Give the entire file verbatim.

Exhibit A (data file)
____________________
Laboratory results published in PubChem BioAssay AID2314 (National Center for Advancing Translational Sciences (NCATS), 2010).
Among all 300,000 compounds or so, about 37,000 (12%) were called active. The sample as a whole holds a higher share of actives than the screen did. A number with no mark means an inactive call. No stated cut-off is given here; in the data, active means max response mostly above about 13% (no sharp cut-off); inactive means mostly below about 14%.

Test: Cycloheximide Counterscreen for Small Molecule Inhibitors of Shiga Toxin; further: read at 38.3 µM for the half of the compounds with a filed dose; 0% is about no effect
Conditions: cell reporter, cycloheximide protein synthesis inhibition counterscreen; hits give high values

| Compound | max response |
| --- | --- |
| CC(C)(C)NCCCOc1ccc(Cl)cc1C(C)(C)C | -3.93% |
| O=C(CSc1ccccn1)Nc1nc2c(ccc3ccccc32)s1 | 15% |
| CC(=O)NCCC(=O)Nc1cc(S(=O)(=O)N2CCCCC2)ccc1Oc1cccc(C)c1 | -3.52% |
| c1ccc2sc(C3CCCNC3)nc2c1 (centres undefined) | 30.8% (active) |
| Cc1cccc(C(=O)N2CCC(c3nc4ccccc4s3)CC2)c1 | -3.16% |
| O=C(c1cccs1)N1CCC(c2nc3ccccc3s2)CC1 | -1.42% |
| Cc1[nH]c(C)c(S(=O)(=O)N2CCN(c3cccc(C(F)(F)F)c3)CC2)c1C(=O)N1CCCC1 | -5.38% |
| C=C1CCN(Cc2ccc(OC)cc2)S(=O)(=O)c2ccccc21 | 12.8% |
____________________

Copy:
Laboratory results published in PubChem BioAssay AID2314 (National Center for Advancing Translational Sciences (NCATS), 2010).
Among all 300,000 compounds or so, about 37,000 (12%) were called active. The sample as a whole holds a higher share of actives than the screen did. A number with no mark means an inactive call. No stated cut-off is given here; in the data, active means max response mostly above about 13% (no sharp cut-off); inactive means mostly below about 14%.

Test: Cycloheximide Counterscreen for Small Molecule Inhibitors of Shiga Toxin; further: read at 38.3 µM for the half of the compounds with a filed dose; 0% is about no effect
Conditions: cell reporter, cycloheximide protein synthesis inhibition counterscreen; hits give high values

| Compound | max response |
| --- | --- |
| CC(C)(C)NCCCOc1ccc(Cl)cc1C(C)(C)C | -3.93% |
| O=C(CSc1ccccn1)Nc1nc2c(ccc3ccccc32)s1 | 15% |
| CC(=O)NCCC(=O)Nc1cc(S(=O)(=O)N2CCCCC2)ccc1Oc1cccc(C)c1 | -3.52% |
| c1ccc2sc(C3CCCNC3)nc2c1 (centres undefined) | 30.8% (active) |
| Cc1cccc(C(=O)N2CCC(c3nc4ccccc4s3)CC2)c1 | -3.16% |
| O=C(c1cccs1)N1CCC(c2nc3ccccc3s2)CC1 | -1.42% |
| Cc1[nH]c(C)c(S(=O)(=O)N2CCN(c3cccc(C(F)(F)F)c3)CC2)c1C(=O)N1CCCC1 | -5.38% |
| C=C1CCN(Cc2ccc(OC)cc2)S(=O)(=O)c2ccccc21 | 12.8% |